PepsiCo has been seeking a creative way to prevent fruit juice spoilage, due to a bacterium called Alicyclobacillus acidoterrestris (ACB). In the United States, ACB causes an estimated $32 million in damage each year to juices, including orange, mango, pear, grape and tomato.
That challenge was presented to contestants in an international Food Solutions competition held by Europe’s EIT Food innovation project
First prize went to biotechnology and food engineering students from the Technion-Israel Institute of Technology in Haifa, Israel.
The team, dubbed The Microbes, used a bacteriophage — a virus that infects bacteria — to selectively destroy the pasteurization-resistant ACB.
This natural, inexpensive solution does not involve genetic engineering. The bacteriophage has no harmful effects on human health and does not affect the kosher or halal status of juice products.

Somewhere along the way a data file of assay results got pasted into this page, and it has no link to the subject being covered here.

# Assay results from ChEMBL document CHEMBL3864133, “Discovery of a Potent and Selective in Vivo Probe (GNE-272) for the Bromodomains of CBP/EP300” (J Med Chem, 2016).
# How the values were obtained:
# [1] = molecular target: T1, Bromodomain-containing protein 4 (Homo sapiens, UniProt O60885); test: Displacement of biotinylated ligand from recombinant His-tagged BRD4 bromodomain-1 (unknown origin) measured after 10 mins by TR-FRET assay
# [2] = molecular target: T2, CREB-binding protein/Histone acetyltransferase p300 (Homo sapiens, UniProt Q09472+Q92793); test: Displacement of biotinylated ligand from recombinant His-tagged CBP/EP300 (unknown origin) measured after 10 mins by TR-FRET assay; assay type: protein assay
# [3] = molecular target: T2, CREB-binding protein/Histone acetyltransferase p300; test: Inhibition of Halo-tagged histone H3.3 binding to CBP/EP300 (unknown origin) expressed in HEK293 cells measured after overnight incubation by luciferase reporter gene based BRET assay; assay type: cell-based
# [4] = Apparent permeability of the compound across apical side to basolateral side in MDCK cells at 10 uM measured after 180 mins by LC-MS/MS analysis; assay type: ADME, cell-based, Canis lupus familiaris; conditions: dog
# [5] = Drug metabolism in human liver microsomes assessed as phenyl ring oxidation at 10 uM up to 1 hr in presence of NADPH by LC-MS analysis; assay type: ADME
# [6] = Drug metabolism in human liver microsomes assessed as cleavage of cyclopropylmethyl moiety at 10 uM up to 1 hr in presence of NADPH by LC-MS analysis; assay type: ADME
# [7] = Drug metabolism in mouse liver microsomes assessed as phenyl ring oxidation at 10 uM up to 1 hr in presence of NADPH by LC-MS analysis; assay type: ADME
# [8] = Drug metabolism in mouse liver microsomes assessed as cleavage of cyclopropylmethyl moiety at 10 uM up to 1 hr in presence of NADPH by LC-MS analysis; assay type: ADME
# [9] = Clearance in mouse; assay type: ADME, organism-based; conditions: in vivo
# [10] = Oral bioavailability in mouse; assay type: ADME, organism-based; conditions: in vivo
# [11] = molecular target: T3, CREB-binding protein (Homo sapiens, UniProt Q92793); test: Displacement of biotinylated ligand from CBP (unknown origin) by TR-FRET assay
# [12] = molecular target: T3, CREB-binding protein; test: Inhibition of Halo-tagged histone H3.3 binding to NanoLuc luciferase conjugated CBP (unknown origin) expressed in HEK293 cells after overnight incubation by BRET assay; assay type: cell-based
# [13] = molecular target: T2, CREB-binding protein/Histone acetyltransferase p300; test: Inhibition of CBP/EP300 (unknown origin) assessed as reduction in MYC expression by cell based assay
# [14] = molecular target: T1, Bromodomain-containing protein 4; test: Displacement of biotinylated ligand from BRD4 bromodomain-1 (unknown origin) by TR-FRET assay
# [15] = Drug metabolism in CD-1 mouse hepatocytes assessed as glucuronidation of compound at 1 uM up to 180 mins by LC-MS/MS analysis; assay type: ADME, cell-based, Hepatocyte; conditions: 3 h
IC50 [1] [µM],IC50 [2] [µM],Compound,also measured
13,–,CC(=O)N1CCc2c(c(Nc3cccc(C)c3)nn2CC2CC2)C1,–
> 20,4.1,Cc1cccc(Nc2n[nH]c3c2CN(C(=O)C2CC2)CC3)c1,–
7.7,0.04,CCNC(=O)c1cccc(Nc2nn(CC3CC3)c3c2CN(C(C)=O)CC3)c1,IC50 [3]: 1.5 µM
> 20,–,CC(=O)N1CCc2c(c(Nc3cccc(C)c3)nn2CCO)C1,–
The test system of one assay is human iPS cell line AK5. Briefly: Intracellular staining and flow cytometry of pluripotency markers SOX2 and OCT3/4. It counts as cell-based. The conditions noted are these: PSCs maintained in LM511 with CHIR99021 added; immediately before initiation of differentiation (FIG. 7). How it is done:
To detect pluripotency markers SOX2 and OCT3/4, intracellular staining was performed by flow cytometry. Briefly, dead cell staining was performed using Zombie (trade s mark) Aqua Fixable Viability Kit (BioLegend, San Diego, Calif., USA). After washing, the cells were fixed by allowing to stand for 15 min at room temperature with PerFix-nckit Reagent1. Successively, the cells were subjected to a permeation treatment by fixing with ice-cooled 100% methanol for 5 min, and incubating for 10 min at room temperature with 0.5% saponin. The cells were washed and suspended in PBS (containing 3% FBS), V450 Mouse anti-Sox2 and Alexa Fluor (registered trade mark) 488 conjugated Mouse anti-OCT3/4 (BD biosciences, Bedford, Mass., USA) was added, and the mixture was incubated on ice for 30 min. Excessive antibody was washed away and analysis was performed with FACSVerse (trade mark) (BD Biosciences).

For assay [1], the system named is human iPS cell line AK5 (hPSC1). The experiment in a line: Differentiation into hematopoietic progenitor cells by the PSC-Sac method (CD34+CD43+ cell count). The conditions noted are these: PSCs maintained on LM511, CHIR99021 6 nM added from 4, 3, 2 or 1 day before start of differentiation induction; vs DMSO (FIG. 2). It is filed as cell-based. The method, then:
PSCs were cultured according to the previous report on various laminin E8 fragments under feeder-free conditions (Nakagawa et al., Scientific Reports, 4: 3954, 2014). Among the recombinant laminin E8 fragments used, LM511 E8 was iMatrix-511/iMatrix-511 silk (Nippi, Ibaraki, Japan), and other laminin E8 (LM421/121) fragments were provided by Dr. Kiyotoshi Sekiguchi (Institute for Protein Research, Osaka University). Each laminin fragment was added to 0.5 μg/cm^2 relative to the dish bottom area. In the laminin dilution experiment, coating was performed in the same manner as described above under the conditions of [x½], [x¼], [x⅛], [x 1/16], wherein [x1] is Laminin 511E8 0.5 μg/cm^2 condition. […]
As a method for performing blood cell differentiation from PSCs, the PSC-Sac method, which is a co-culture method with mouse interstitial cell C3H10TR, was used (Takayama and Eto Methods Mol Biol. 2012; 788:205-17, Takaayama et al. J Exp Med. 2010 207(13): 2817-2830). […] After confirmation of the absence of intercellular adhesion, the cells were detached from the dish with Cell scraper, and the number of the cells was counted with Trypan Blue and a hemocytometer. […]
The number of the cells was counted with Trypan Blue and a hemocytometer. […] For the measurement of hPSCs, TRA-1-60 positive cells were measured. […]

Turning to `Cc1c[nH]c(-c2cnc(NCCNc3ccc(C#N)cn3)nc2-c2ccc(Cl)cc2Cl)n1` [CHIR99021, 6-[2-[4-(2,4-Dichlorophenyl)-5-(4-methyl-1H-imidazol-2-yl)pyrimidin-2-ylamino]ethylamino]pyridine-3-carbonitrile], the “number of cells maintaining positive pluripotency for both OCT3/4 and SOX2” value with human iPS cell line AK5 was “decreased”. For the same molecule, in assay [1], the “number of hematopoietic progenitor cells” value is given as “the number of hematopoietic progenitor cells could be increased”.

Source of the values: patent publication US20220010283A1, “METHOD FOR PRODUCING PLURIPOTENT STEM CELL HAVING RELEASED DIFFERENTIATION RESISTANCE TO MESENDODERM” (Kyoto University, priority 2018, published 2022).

“Since the problem has its origins in nature — a bacterium that lives in the soil — we looked for a natural solution,” explain doctoral students and team members Alon Romano and Itzik Engelberg.
“Nature is a ‘laboratory’ that has been perfecting its solutions for billions of years. Our assumption was that solutions that developed in the evolutionary process could also serve us as a solution for dealing with the problem of ACB in the food industry.”
A second Technion group, Biomy, chose a different PepsiCo challenge: What to do with potato peels left over from the production of potato chips?
The group’s PotatALL technology can turn the peels into a raw material for eco-friendly packaging, as well as an edible French-fry dip served in small packs made of the packaging.
In addition to the Technion teams, contestants came from the University of Turin in Italy, the University of Reading in the UK and the University of Helsinki in Finland.
(Edited by Fern Siegel and David Martosko)
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